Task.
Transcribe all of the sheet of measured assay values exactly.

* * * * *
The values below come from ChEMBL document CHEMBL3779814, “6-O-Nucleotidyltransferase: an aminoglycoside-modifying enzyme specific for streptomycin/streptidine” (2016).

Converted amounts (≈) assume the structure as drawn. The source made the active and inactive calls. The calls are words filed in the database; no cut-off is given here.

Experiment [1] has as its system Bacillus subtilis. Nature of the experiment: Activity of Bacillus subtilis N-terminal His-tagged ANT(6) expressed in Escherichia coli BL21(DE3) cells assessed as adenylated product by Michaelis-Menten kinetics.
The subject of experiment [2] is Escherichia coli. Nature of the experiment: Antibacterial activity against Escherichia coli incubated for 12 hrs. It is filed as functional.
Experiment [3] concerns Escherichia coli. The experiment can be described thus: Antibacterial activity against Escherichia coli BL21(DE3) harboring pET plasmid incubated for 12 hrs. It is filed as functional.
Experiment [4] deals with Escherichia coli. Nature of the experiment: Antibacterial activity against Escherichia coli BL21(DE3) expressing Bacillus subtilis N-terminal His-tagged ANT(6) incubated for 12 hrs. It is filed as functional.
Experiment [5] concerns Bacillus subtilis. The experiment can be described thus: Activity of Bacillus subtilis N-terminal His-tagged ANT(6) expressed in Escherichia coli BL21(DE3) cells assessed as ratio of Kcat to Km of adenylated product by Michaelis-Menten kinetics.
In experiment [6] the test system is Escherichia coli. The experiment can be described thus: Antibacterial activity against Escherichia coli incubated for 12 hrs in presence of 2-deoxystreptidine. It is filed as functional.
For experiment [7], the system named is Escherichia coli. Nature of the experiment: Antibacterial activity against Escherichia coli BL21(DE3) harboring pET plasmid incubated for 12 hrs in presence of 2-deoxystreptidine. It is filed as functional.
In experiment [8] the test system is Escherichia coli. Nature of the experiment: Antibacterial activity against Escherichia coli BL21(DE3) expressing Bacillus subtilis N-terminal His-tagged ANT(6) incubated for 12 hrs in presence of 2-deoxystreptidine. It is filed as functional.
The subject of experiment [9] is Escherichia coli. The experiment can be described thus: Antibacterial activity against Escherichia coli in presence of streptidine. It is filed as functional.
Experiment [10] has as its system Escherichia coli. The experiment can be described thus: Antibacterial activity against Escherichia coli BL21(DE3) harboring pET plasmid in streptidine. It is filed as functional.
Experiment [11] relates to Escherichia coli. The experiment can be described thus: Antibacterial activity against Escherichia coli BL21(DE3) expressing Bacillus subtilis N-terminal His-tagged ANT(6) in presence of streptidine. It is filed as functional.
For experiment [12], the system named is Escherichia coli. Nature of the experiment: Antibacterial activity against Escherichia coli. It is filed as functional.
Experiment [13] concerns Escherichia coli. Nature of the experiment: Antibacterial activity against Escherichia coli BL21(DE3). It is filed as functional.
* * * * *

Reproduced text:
The values below come from ChEMBL document CHEMBL3779814, “6-O-Nucleotidyltransferase: an aminoglycoside-modifying enzyme specific for streptomycin/streptidine” (2016).

Converted amounts (≈) assume the structure as drawn. The source made the active and inactive calls. The calls are words filed in the database; no cut-off is given here.

Experiment [1] has as its system Bacillus subtilis. Nature of the experiment: Activity of Bacillus subtilis N-terminal His-tagged ANT(6) expressed in Escherichia coli BL21(DE3) cells assessed as adenylated product by Michaelis-Menten kinetics.
The subject of experiment [2] is Escherichia coli. Nature of the experiment: Antibacterial activity against Escherichia coli incubated for 12 hrs. It is filed as functional.
Experiment [3] concerns Escherichia coli. The experiment can be described thus: Antibacterial activity against Escherichia coli BL21(DE3) harboring pET plasmid incubated for 12 hrs. It is filed as functional.
Experiment [4] deals with Escherichia coli. Nature of the experiment: Antibacterial activity against Escherichia coli BL21(DE3) expressing Bacillus subtilis N-terminal His-tagged ANT(6) incubated for 12 hrs. It is filed as functional.
Experiment [5] concerns Bacillus subtilis. The experiment can be described thus: Activity of Bacillus subtilis N-terminal His-tagged ANT(6) expressed in Escherichia coli BL21(DE3) cells assessed as ratio of Kcat to Km of adenylated product by Michaelis-Menten kinetics.
In experiment [6] the test system is Escherichia coli. The experiment can be described thus: Antibacterial activity against Escherichia coli incubated for 12 hrs in presence of 2-deoxystreptidine. It is filed as functional.
For experiment [7], the system named is Escherichia coli. Nature of the experiment: Antibacterial activity against Escherichia coli BL21(DE3) harboring pET plasmid incubated for 12 hrs in presence of 2-deoxystreptidine. It is filed as functional.
In experiment [8] the test system is Escherichia coli. Nature of the experiment: Antibacterial activity against Escherichia coli BL21(DE3) expressing Bacillus subtilis N-terminal His-tagged ANT(6) incubated for 12 hrs in presence of 2-deoxystreptidine. It is filed as functional.
The subject of experiment [9] is Escherichia coli. The experiment can be described thus: Antibacterial activity against Escherichia coli in presence of streptidine. It is filed as functional.
Experiment [10] has as its system Escherichia coli. The experiment can be described thus: Antibacterial activity against Escherichia coli BL21(DE3) harboring pET plasmid in streptidine. It is filed as functional.
Experiment [11] relates to Escherichia coli. The experiment can be described thus: Antibacterial activity against Escherichia coli BL21(DE3) expressing Bacillus subtilis N-terminal His-tagged ANT(6) in presence of streptidine. It is filed as functional.
For experiment [12], the system named is Escherichia coli. Nature of the experiment: Antibacterial activity against Escherichia coli. It is filed as functional.
Experiment [13] concerns Escherichia coli. Nature of the experiment: Antibacterial activity against Escherichia coli BL21(DE3). It is filed as functional.